On the basis of this thriving. agricultural economy the Harappä people built their rather unimaginative but comfortable civilization. Their bourgeoisie had pleasant houses, and even their workmen, who may have been bondmen or slaves, had the comparative luxury of two-roomed brick-built cottages. Evidently a well organized commerce made these things possible. The cities undoubtedly traded with the village cultures of Baluchistan, where outposts of the Harappa culture have been traced, but many of their metals and semi-precious stones came from much longer distances. From Kathiawar and the [19] Deccan they obtained conch shell, which they uses freely in decoration, and several types of stone. Silver, turquoise and lapis lazuli were imported from Persia and Afghanistan. Their copper came either from Rajasthan or from Persia, while jadeite was probably obtained from Tibet or Central Asia.

Though their culture extended nearly to the mouth of the Indus the people of Harappa and Mohenjo Daro seem to have cared little for the sea. Only two representations of ships have been found among their remains, and these are of small river vessels. But whether by sea or land, the products of the Indus reached Mesopotamia, for a number of typical Indus seals and a few other objects from the Indus Valley have been found in Sumer at levels dating between about 2800 and 2000 B.C. Evidence of Sumerian exports to India is very scant and uncertain, and we must assume that they were mainly precious metals and raw materials. The finding of Indus seals suggests that merchants from India actually resided in Mesopotamia; their chief merchandise was probably cotton, which has always been one of India's staple exports, and which is known to have been used in later Babylonia.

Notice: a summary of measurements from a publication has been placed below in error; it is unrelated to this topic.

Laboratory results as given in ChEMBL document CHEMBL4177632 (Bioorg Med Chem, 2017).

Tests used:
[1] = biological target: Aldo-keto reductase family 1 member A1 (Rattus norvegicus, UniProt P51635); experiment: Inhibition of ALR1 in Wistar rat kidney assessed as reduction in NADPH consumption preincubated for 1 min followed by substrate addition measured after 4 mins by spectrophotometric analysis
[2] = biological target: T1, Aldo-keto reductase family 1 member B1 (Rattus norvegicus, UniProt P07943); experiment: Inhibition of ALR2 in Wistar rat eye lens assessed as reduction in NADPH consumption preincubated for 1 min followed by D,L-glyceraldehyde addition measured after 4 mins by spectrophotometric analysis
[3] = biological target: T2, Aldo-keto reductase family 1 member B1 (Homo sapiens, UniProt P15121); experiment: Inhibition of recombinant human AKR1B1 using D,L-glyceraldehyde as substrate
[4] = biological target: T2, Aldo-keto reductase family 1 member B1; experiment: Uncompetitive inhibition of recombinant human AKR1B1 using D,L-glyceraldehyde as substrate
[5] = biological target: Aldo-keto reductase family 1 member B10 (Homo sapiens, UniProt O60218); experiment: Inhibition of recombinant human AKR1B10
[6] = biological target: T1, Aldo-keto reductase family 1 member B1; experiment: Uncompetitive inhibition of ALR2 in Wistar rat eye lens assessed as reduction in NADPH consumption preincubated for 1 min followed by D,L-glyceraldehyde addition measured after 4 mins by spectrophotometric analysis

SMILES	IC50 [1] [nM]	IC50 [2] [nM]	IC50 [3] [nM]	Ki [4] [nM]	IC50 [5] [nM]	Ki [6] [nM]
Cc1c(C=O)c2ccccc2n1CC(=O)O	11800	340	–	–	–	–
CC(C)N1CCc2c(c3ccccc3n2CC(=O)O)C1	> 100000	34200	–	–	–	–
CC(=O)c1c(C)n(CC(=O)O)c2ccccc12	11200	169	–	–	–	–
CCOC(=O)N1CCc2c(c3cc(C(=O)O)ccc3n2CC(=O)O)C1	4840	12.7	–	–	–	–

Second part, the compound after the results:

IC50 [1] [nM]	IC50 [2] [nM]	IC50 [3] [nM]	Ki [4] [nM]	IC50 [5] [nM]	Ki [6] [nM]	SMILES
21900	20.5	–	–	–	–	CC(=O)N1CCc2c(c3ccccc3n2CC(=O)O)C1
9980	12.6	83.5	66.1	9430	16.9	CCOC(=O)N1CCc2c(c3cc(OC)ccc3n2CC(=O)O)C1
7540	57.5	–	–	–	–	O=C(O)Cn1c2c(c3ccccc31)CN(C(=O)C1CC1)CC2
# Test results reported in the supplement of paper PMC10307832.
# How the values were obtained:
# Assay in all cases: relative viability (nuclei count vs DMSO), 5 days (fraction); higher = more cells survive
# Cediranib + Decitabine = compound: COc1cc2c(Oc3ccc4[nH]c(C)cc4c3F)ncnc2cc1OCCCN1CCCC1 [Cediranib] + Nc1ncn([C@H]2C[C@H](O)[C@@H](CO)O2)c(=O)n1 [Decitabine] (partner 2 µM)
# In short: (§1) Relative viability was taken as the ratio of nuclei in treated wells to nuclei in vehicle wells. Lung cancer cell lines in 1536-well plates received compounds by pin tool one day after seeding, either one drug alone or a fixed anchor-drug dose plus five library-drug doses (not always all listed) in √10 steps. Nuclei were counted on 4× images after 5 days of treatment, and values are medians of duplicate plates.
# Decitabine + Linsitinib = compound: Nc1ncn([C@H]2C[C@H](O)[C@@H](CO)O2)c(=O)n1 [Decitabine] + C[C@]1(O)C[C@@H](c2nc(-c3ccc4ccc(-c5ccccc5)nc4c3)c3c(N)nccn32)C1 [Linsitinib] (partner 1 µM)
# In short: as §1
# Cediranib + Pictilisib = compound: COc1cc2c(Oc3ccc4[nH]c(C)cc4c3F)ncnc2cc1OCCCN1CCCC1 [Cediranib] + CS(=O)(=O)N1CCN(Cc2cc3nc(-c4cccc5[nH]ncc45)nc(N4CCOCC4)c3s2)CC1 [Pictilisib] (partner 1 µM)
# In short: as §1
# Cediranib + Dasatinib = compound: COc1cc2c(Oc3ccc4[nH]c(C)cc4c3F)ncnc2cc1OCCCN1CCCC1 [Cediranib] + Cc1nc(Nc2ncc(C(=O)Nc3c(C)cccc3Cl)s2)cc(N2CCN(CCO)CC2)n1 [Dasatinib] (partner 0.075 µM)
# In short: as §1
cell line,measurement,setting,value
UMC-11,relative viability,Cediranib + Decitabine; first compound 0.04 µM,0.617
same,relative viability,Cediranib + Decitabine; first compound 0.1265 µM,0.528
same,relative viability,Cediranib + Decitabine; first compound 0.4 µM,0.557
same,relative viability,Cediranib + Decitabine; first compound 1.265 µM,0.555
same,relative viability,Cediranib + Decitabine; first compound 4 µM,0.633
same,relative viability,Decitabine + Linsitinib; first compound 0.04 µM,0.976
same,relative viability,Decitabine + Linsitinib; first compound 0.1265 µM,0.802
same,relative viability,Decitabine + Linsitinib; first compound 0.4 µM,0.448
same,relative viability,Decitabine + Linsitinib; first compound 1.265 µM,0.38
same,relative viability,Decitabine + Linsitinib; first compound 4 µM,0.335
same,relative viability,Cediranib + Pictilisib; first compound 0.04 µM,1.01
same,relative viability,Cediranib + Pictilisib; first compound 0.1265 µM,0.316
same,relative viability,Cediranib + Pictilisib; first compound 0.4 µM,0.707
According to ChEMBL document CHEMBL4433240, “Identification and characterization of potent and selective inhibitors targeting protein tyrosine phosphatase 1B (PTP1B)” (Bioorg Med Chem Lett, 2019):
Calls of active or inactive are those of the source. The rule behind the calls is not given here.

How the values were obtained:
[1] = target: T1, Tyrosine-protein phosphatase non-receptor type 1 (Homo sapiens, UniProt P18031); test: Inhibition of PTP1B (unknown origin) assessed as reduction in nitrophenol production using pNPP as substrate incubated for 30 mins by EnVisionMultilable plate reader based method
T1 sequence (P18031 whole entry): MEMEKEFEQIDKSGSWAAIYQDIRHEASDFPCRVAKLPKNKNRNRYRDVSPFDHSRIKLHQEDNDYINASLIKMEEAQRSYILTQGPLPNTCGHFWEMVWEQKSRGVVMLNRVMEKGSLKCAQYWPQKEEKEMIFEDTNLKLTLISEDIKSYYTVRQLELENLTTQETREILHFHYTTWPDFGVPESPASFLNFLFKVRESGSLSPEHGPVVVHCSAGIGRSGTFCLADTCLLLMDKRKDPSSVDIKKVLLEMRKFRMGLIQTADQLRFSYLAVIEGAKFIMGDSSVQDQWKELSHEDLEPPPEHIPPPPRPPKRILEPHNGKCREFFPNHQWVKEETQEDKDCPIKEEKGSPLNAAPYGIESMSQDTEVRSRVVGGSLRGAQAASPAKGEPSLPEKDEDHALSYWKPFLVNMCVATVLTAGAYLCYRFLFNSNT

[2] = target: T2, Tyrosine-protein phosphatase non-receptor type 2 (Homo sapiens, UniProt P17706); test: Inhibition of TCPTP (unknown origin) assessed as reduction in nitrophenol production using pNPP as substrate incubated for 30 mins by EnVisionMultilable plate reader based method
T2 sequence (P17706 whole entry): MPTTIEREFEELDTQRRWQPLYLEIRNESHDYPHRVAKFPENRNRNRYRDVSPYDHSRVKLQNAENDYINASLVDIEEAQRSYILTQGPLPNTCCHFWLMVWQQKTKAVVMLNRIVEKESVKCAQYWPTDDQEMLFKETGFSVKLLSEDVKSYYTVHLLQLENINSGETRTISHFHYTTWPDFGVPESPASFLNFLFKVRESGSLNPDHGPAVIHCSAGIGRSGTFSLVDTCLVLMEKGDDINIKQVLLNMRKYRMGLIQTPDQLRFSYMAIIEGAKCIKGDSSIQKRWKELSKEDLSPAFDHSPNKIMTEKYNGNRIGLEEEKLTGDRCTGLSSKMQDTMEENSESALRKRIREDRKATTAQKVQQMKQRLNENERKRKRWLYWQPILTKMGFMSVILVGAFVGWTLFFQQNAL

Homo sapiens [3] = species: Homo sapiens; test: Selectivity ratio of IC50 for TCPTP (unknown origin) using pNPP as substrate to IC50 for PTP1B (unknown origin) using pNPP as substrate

It seems that every merchant or mercantile family had a seal, bearing an emblem, often of a religious character, and a name or brief inscription in the tantalizingly indecipherable script. The standard Harappa seal was a square or oblong plaque, usually made of the soft stone called steatite, which was delicately engraved and hardened by heating. The Mesopotamian civilizations employed cylinder seals, which were rolled on clay tablets, leaving an impressed band bearing the device and inscription of the seal; one or two such seals have been found in Mohenjo Daro, but with devices of the Harappa type. Over 2,000 seals have been discovered in the Indus cities so far, and it would seem that every important citizen possessed one. Their primary purpose was probably to mark the ownership of property, but they doubtless also served as amulets, and were regularly carried on the persons of their owners. Generally they depict animals, such as the bull, buffalo, goat, tiger and elephant, or what appear to be scenes from religious legend. Their brief inscriptions, never of more than twenty symbols and usually of not more than ten, are the only signficant examples of the Harappä script to have survived.